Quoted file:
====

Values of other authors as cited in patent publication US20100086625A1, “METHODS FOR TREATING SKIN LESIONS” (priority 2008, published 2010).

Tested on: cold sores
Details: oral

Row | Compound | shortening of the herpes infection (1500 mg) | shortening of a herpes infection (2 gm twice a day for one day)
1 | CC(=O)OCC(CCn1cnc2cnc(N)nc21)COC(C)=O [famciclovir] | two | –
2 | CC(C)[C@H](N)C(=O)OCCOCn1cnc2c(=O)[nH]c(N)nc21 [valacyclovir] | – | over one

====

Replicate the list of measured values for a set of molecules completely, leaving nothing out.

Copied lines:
Values of other authors as cited in patent publication US20100086625A1, “METHODS FOR TREATING SKIN LESIONS” (priority 2008, published 2010).

Tested on: cold sores
Details: oral

Row | Compound | shortening of the herpes infection (1500 mg) | shortening of a herpes infection (2 gm twice a day for one day)
1 | CC(=O)OCC(CCn1cnc2cnc(N)nc21)COC(C)=O [famciclovir] | two | –
2 | CC(C)[C@H](N)C(=O)OCCOCn1cnc2c(=O)[nH]c(N)nc21 [valacyclovir] | – | over one